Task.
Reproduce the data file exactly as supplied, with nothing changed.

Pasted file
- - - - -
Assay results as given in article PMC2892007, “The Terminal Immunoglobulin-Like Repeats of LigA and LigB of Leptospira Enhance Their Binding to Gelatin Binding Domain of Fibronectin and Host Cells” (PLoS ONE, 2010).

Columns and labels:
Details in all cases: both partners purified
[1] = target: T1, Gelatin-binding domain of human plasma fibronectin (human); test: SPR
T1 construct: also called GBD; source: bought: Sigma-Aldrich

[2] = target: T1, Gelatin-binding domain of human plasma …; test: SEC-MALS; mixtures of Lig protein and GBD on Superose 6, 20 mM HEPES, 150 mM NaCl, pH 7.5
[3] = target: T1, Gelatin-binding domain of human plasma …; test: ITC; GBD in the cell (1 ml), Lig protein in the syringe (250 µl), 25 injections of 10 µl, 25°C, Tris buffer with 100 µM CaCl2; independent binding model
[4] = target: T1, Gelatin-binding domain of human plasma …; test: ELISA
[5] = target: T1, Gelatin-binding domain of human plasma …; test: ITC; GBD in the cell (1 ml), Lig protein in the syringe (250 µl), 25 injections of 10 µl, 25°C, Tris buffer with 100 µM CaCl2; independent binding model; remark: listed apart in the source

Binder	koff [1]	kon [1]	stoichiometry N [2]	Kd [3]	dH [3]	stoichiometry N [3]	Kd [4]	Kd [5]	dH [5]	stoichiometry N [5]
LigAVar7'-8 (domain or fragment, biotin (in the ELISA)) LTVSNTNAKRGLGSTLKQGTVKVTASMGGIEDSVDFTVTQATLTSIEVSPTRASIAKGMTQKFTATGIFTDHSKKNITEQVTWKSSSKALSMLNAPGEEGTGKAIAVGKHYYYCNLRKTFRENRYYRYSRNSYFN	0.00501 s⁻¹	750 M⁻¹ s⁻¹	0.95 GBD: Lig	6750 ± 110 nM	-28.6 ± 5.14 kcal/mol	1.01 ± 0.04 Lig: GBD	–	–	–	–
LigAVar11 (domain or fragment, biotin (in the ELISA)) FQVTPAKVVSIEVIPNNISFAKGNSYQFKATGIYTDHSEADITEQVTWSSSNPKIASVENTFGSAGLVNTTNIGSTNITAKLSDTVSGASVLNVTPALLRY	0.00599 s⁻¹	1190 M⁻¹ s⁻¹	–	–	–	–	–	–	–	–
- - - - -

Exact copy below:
Assay results as given in article PMC2892007, “The Terminal Immunoglobulin-Like Repeats of LigA and LigB of Leptospira Enhance Their Binding to Gelatin Binding Domain of Fibronectin and Host Cells” (PLoS ONE, 2010).

Columns and labels:
Details in all cases: both partners purified
[1] = target: T1, Gelatin-binding domain of human plasma fibronectin (human); test: SPR
T1 construct: also called GBD; source: bought: Sigma-Aldrich

[2] = target: T1, Gelatin-binding domain of human plasma …; test: SEC-MALS; mixtures of Lig protein and GBD on Superose 6, 20 mM HEPES, 150 mM NaCl, pH 7.5
[3] = target: T1, Gelatin-binding domain of human plasma …; test: ITC; GBD in the cell (1 ml), Lig protein in the syringe (250 µl), 25 injections of 10 µl, 25°C, Tris buffer with 100 µM CaCl2; independent binding model
[4] = target: T1, Gelatin-binding domain of human plasma …; test: ELISA
[5] = target: T1, Gelatin-binding domain of human plasma …; test: ITC; GBD in the cell (1 ml), Lig protein in the syringe (250 µl), 25 injections of 10 µl, 25°C, Tris buffer with 100 µM CaCl2; independent binding model; remark: listed apart in the source

Binder	koff [1]	kon [1]	stoichiometry N [2]	Kd [3]	dH [3]	stoichiometry N [3]	Kd [4]	Kd [5]	dH [5]	stoichiometry N [5]
LigAVar7'-8 (domain or fragment, biotin (in the ELISA)) LTVSNTNAKRGLGSTLKQGTVKVTASMGGIEDSVDFTVTQATLTSIEVSPTRASIAKGMTQKFTATGIFTDHSKKNITEQVTWKSSSKALSMLNAPGEEGTGKAIAVGKHYYYCNLRKTFRENRYYRYSRNSYFN	0.00501 s⁻¹	750 M⁻¹ s⁻¹	0.95 GBD: Lig	6750 ± 110 nM	-28.6 ± 5.14 kcal/mol	1.01 ± 0.04 Lig: GBD	–	–	–	–
LigAVar11 (domain or fragment, biotin (in the ELISA)) FQVTPAKVVSIEVIPNNISFAKGNSYQFKATGIYTDHSEADITEQVTWSSSNPKIASVENTFGSAGLVNTTNIGSTNITAKLSDTVSGASVLNVTPALLRY	0.00599 s⁻¹	1190 M⁻¹ s⁻¹	–	–	–	–	–	–	–	–